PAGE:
Next stop was the Big Ragu. They had a cool oven. It was gas fired with a rotating deck. The deck was spinning faster than I thought a rotating deck would go, but it is fair to say I know nothing about rotating deck ovens. We got the namesake Big Ragu slice. Just before if comes out of the oven some paper is put down on top of a paper plate and it gets a light dusting of confectioner’s sugar. That was a new one for me. The slice was then cut into bite sizes. We had a bunch of plastic forks to eat it. The slice was thick, doughy and I didn’t think it was good. It had overtones of something you get at a fair. Should you find yourself here, try something else.
Then Williamsburg Pizza. I had stopped here once before when a work trip had brought me into the area and their grandma slice was the start of that mini tour. While I was there they were prepping their apple bacon slice and the topping sounded great but I had a few other places I wanted to visit and I was on my own so giving the apple bacon square a try was on my to-do list. I don’t know if the pie had been in the window too long or maybe I’m just wrong about the combination, this was a disappointingly bad slice. As people were getting ready to go Paulie Gee had just gotten his grandma slice. So I got to hang out and talk with Paulie and we split the slice. The grandma slice is still very good and worth getting if you are nearby.
From there, Paulie and I drove to Sam’s to catch up with the group. That was another nice drive/pizza/pizza business discussion. I know where Paulie buys his cheese. He asked me not to tell anyone. I'm not telling. Walking into Sam’s is like stepping back in time. Sam is gone and the place is run by his son Lou who very much enjoys the joke, "Don't call me Son of Sam." I thought the pizza here was very good and just being there made me want to really explore the menu. There were not a lot of people in there and I can’t figure out why. The food looks really good and being inside reminded me of being a kid and walking into an Italian restaurant with my parents in the 70s. I’d very much like to bring a party of 8 or 10 here and try some of everything. Also, Paulie can’t get within a mile of the place without getting clams.
From Sam’s, some of us walked to Lucali, others drove. Walking there we stopped in the Court Pastry Shop. It smelled amazing in there. I was too full of pizza and there was still another stop so I didn't get anything. Quietdeparation had some did-not-buy remorse and headed back for some biscotti while we waited for a table at Lucali. We tried biscotti some after Lucali’s and I don’t think it is an exaggeration when I say that was the best biscotti I ever had. I did not know biscotti could be that good.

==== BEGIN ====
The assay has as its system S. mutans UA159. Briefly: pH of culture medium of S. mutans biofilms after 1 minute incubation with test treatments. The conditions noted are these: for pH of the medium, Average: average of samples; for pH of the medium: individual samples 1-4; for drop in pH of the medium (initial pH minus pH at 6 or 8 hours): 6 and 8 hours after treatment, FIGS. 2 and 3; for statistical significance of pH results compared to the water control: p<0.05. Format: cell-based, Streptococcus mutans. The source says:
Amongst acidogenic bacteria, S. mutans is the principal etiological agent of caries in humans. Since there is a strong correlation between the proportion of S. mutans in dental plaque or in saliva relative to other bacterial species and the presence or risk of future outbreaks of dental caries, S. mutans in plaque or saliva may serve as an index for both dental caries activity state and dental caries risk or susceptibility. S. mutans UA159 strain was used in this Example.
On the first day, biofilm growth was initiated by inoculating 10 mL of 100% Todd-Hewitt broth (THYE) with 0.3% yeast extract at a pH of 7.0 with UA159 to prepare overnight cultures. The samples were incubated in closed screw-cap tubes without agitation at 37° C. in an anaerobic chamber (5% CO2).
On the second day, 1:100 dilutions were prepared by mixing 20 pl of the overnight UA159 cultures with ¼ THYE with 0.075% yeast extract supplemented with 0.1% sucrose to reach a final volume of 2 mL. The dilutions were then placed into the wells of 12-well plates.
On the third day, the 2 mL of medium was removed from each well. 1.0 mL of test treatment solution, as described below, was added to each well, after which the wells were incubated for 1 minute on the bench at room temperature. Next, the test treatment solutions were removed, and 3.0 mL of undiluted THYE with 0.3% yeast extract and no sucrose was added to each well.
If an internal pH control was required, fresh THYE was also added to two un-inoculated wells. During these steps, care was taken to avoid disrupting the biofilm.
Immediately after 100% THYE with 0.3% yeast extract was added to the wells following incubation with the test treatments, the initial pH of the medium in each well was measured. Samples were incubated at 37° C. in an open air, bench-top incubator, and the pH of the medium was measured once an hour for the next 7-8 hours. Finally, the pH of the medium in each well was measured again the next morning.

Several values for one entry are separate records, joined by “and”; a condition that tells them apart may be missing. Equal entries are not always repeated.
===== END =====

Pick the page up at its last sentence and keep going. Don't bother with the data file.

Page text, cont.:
So had a little bit of a wait at Lucali but it wasn’t too bad. I’ve waited just as long if not longer outside of Pepe’s or Sally’s in New Haven. My impression of Lucali was that it was a pizza that needed to be eaten promptly and that the crust was kind of on the clock. I’m not sure I00% right about that. I’ve got to say dining with forum Member Jackie Tran (his first name is Chau and the bent spatula inside my propane oven was developed by him and then the forum named it after him - it's call a Chauflector) is amazing. He is very observant and it made me look and consider things I probably wouldn’t have caught on my own. I definitely enjoyed Lucali. Not sure it is 2 hour wait worthy (we didn't wait that long but people have) but I’d be OK with a 20-30 minute wait for the dining experience. I want to get their all beef pepperoni for my pizza. So flavorful. Like Sam’s, Lucali isn’t just the pizza, the space is fun and inviting, there’s a little velvet rope at the entrance, the wood oven is in back with a very open kitchen - it’s an experience. We got two small calzones, the one I had was delicious. The other appeared to be a little under cooked. Fresh basil is served on everything. One thing to note about Lucali is that after a day long pizza eating binge, I didn’t hesitate to take a full slice from each pizza. When we were done with pizza, I think I could have had another slice but the calzones were on the way and while the mind was still thinking about pizza, it was probably for the best to be done.
One of my favorite pictures of the day was up on Paulie Gee's Instagram feed. It feels like it captures the Lucali experience.
After Lucali we split up to head home. I was lucky enough to hitch a ride back to the Croton train station with a member that lives nearby. Even the ride back was enjoyable. Talking about the day, pizza, life family with a new friend. What an amazing day. I’m so glad I was able to join part of this tour. I say part, because it was four days long. It wrapped up earlier this afternoon. The pictures from today look good. I'm waiting to read about it on the forum. It might make a nice little family tour.